In terms of overall plot, I just loved the characters (Zobrist and Sienna Brooks being my favourites) and the content the novel produced. The mixture of history and science information that is presented in this novel makes for an incredibly interesting and immerse read.

These books are super fun to read and anyone could just pick it up and be thrown onto the roller coaster of Langdon's adventure. Would recommend to everyone.

Brave New World

Brave New World - Margaret Atwood, David Bradshaw, Aldous Huxley I've had this book on my TBR for about 4 or 5 years now and I'm so glad I was finally able to pick it up. It was absolutely everything I thought it was going to be. I was so engrossed and literally couldn't put it down. Mindblowingly fantastic (in my opinion anyways).

Brave New World is about a society that is completely controlled from before birth and all the way through their lives with conditioning and scientific influence. All babies are born from test tubes and are "conditioned" (raised) in centres that assure that they will be perfect adults that fit into society absolutely. This is achieved through pre-determining their rank and how they will be conditioned such as are they going to be scientists or factory workers. They are then subjected to conditioning that moulds everyone to believe that they are living the perfect life. In my opinion this entire concept is what makes the book mind blowing because it is totalitarian to the point of dsytopian.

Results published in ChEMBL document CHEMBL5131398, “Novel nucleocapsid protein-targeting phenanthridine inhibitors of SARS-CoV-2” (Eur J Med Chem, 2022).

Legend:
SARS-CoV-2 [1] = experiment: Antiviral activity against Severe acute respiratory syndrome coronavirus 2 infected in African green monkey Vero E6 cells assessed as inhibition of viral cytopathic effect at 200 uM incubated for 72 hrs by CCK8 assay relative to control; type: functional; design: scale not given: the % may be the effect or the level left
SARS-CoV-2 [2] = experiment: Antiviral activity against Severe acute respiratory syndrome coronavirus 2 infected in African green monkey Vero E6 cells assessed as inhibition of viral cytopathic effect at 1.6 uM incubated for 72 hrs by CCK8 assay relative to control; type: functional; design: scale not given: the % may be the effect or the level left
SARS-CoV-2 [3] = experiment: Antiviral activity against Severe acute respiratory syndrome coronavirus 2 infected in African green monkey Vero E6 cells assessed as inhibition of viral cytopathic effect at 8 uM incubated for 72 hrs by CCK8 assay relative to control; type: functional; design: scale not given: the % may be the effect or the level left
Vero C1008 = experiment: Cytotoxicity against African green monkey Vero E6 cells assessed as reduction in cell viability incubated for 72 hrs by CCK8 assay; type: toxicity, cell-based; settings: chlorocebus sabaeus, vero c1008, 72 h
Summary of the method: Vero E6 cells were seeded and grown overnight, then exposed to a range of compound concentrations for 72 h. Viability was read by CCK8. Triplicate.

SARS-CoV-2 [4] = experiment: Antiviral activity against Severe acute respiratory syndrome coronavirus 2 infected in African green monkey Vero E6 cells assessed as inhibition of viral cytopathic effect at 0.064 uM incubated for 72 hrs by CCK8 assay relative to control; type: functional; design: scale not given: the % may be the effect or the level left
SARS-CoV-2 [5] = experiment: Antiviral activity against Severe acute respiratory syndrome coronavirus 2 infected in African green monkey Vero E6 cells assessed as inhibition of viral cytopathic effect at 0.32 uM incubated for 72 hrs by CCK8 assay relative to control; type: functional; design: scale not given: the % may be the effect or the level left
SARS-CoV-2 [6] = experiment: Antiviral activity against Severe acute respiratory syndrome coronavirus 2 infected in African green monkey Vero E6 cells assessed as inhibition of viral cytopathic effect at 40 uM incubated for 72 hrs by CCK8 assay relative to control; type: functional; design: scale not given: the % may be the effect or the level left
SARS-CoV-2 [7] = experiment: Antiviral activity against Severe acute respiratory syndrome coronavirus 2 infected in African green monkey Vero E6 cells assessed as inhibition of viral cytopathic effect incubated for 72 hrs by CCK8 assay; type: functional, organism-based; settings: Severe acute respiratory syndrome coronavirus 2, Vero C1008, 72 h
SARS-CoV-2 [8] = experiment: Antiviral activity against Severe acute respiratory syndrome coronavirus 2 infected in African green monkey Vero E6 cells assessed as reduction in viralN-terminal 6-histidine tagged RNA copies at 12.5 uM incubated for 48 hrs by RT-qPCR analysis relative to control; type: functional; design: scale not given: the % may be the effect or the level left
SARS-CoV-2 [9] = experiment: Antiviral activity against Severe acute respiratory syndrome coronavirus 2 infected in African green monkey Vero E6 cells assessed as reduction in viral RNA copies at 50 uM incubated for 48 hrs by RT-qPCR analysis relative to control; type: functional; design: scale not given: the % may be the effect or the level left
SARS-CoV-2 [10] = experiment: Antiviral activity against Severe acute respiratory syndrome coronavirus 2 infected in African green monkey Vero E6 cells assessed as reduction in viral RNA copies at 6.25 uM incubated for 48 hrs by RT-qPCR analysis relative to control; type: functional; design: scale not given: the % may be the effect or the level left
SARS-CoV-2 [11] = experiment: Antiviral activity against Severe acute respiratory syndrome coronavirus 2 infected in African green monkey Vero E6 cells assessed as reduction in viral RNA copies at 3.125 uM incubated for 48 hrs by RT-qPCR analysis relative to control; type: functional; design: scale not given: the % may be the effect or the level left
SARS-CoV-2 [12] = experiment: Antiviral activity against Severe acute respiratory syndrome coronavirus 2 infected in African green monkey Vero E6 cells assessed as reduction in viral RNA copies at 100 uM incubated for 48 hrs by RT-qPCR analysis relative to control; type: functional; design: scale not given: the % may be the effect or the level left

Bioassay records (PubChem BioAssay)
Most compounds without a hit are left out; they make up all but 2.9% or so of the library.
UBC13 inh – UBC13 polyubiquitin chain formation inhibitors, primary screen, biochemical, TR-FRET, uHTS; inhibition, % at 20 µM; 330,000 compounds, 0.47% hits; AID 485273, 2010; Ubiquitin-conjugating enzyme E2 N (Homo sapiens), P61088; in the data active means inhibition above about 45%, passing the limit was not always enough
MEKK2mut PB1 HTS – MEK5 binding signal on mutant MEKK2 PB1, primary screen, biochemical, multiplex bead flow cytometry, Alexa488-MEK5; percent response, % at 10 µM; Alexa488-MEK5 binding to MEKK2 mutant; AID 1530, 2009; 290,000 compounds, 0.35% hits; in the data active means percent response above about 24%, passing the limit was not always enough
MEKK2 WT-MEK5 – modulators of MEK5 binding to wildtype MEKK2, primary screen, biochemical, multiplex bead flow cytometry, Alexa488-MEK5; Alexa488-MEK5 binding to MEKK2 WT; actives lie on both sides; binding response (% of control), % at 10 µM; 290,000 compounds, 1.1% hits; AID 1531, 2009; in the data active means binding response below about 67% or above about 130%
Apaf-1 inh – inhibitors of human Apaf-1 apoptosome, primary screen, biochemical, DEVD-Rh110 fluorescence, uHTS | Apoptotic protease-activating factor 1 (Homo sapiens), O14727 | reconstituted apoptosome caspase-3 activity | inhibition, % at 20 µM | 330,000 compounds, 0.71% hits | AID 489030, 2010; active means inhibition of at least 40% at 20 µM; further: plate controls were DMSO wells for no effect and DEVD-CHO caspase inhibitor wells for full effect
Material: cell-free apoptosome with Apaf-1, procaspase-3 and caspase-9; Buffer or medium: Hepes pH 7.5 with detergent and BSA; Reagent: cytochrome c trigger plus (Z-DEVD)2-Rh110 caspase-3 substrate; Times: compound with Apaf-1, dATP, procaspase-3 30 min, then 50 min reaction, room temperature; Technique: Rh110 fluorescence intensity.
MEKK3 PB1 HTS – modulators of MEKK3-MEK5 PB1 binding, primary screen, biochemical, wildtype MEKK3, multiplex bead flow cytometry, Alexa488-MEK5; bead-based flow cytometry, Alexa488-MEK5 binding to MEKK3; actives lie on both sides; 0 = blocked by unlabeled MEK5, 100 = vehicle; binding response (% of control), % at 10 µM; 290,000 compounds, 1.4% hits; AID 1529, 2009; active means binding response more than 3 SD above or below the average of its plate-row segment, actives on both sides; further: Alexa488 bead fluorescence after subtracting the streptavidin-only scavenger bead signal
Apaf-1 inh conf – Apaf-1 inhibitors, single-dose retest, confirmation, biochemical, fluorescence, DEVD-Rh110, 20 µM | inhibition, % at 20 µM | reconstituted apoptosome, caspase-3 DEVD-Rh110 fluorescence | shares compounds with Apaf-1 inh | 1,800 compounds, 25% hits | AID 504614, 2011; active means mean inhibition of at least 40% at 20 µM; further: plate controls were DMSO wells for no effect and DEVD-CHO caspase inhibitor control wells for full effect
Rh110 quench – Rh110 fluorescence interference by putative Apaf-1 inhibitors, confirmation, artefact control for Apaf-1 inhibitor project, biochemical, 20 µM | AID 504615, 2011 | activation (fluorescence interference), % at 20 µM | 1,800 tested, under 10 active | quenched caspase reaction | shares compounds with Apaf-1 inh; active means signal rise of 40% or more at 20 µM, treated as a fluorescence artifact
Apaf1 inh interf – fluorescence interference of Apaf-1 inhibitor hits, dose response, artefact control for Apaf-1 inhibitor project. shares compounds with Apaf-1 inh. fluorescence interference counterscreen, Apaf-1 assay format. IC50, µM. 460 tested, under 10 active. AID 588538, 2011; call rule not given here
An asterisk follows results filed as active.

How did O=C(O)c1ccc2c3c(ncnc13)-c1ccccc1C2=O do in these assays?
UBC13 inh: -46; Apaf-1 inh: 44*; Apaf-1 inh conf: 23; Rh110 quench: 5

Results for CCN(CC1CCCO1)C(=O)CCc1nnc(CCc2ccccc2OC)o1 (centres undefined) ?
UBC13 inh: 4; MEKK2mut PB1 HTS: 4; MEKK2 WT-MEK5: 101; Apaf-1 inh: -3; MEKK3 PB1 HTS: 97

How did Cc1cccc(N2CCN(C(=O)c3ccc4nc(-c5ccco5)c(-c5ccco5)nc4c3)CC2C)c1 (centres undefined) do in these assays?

The portrayal of sex in the novel is another key point throughout this novel and I thought it was executed brilliantly. Sex is viewed differently from our perceptions; practically everyone just has sex and it is a form of entertainment. They start from an early age and no one marries or falls in love. They just have sex with someone a couple times then move onto the next one. This was so interesting to watch to play through.

Also the use of Soma (a drug that induces euphoria and in heavier doses, deep sleep periods called soma holidays) was incredibly well done. The citizens of this controlled world rely on the drug to get on with day to day life. It's controlled addiction.

The characters themselves didn't seem to be used as main plot points, except for John, the Savage, who is the contrast in the book, who attempts to prove that liberty and the happiness/pain that goes with it is superior to this controlled and conditioned civilisation. John serves as the reader's opinion on the aspects of the controlled environment because it is in our nature to view this sort of culture as disturbing and horrifying.